An environmental scorecard - Environmental Audit Committee Contents


Summary

Having examined a range of environmental issues over the course of this Parliament, we have in this report set out our 'environmental scorecard' and the policy levers that now need to be more rigorously applied to protect our environment while also promoting sustainable development.

The Prime Minister stated in May 2010 "I want us to be the greenest government ever". The Government has made some progress in some areas, including publishing a Natural Environment White Paper in 2011 and establishing the natural Capital Committee. The White Paper set out an ambition for this to be "the first generation to leave the natural environment of England in a better state than it inherited". It is not possible to measure precisely whether overall such ambitions have been achieved, but it is possible to identify the state of progress in particular areas of the environment. In our scorecard we have assessed biodiversity, air pollution and flooding as 'red' risks, and thus areas of particular concern. In none of the 10 environmental areas we have examined is satisfactory progress being made, so the remainder are assessed as 'amber'.

Emissions and climate change

AMBER

Air pollution

RED

Biodiversity

RED

Forests

AMBER

Soils

AMBER

Flooding and coastal protection

RED

Resource efficiency and waste

AMBER

Freshwater environment

AMBER

Water availability

AMBER

Marine environment

AMBER

Government must commit to improve the situation in all environmental areas. Action is required urgently, and must continue both in this Parliament and over the term of the next and beyond. To be able to do so requires improvements in data, processes, strategy and accountability.

We lack complete data on the state of the environment. The Government should use the development of the UN Sustainable Development Goals as an opportunity to identify and address data gaps and inconsistencies between databases.

Following the abolition of the Sustainable Development Commission, there is more still to do to embed sustainable development across Government. New effective processes and structures are needed to ensure environmental protection is also integrated into policy-making, not least because of the commitment and leadership that will be required to engage with the development of the Sustainable Development Goals and the need to ensure ecosystem services are available to the next generation. Environmental protection requires natural capital to be fully taken into account in Government policy-making, both for existing and new policy programmes. That requires the environment to be measured and valued, and for decision-making to be founded on a clear understanding of how policies may help or harm all aspects of the environment. It also requires departments to provide sufficient time and resources to ensure that environmental as well as social and economic impacts are fully considered.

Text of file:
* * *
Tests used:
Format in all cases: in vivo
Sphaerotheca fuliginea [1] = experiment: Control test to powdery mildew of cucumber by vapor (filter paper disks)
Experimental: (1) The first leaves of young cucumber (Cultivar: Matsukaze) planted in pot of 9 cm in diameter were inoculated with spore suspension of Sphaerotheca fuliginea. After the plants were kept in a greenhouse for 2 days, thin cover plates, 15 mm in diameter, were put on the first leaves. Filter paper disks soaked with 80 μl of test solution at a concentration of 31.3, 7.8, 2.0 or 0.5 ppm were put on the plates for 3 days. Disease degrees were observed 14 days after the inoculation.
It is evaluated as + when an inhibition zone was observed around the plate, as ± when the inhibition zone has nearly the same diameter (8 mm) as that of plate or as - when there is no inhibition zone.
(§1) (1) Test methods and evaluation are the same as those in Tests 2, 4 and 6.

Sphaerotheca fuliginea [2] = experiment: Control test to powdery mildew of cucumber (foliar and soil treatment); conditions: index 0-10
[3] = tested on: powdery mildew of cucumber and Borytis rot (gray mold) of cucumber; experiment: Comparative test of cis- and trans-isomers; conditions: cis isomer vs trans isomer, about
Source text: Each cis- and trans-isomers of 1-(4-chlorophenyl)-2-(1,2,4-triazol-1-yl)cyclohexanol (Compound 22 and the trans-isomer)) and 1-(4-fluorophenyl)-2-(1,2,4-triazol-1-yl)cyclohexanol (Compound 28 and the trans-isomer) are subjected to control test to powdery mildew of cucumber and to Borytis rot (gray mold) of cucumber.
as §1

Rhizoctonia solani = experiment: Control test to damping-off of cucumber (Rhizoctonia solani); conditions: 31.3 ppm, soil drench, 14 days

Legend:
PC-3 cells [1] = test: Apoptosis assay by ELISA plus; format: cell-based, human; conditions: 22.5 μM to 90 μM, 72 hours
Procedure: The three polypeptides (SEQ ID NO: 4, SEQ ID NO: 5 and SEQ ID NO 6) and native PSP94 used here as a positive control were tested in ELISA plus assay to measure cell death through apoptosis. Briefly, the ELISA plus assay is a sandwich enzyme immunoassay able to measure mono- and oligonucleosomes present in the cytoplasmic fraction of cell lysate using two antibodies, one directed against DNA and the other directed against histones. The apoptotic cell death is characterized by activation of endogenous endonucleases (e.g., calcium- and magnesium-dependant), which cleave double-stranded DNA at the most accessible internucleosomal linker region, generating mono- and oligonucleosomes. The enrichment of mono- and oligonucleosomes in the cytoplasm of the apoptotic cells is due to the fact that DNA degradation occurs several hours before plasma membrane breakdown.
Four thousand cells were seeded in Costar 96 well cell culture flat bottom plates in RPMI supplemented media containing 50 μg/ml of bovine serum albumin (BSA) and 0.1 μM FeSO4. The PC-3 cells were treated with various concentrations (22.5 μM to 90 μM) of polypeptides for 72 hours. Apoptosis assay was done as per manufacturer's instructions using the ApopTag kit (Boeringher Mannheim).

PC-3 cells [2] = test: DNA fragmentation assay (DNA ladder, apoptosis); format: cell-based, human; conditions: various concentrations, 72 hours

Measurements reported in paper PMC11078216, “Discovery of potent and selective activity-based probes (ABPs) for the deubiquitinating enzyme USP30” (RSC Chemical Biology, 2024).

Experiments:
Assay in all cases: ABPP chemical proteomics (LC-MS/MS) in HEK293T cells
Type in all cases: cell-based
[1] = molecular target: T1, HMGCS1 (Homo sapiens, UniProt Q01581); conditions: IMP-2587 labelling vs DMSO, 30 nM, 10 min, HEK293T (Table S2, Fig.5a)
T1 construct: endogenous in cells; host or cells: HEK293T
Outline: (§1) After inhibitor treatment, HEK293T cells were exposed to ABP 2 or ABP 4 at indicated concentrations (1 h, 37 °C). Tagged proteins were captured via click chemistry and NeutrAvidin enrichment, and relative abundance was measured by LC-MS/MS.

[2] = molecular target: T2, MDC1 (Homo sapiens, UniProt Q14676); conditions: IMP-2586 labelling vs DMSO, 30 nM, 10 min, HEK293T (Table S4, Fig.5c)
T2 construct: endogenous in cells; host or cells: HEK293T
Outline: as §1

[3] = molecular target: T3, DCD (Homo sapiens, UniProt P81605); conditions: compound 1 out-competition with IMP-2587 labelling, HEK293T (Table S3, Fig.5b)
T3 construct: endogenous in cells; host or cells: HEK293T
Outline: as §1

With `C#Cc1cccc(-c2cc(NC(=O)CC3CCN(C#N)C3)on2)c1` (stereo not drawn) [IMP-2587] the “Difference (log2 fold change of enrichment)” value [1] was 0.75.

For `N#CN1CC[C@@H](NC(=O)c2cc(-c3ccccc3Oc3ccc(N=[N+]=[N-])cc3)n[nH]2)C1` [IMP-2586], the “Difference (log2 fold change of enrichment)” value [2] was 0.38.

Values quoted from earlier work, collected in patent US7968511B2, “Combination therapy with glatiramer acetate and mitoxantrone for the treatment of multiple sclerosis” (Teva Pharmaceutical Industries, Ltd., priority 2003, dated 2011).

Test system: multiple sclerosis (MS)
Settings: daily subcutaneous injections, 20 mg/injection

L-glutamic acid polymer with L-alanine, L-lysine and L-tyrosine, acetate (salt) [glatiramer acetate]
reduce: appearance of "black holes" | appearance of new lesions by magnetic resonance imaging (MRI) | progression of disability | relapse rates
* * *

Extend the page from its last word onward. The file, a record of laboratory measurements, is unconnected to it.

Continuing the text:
Regulation is the essential underpinning of environmental protection. EU regulation was identified by the majority of respondents to the Balance of Competencies review of UK/EU responsibilities to have improved environmental performance. Some environmental taxes have been effective but fiscal measures have so far been relatively little used as an environmental policy lever. Overall, there has been no overarching system for identifying how different approaches might best be used to protect different areas of the environment, and there is no system for holding the Government to account for its overall long-term performance in this area.

To help bring the required leadership to environmental protection across Government and beyond, the Government should establish an overarching Environment Strategy to:

  • set out strategic principles to guide the action needed to improve the quality of protection over the next 5, 10 and 25 years;
  • include the actions and good practices required in local government, as well as the actions needed in central Government to help bring those changes about;
  • facilitate a more informed discussion between central and local government about environment resource funding requirements for local authorities;
  • encompass a clear assessment of the state of the environment including in each of the 10 environmental areas covered in our report;
  • identify the research and analysis work that needs to be done and coordinated to fill gaps in the data that that such assessment requires;
  • map appropriate policy levers to each environmental area and set out a clear statement on the place of regulation, public engagement and fiscal incentives as complementary measures. Such a Strategy should involve, for example, a reconsideration of the scope for greater hypothecation of environmental taxes to support expenditure on environmental protection programmes;
  • identify how Government, local authorities and the wider community could co-operate to develop consensus on the actions needed; and
  • set out how environmental and equality considerations will be addressed and reconciled in infrastructure and other policy areas across all Government departments.

The Government should set up an independent body—an 'office for environmental responsibility'—to (i) review the Environment Strategy we advocate; (ii) advise Government on appropriate targets; (iii) advise Government on policies, both those in Government programmes and new ones that could be brought forward to support the environment; (iv) advise Government about the adequacy of the resources (in both central and local government) made available for delivering the Strategy; and (v) monitor and publish performance against the Strategy and its targets.



 
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Prepared 16 September 2014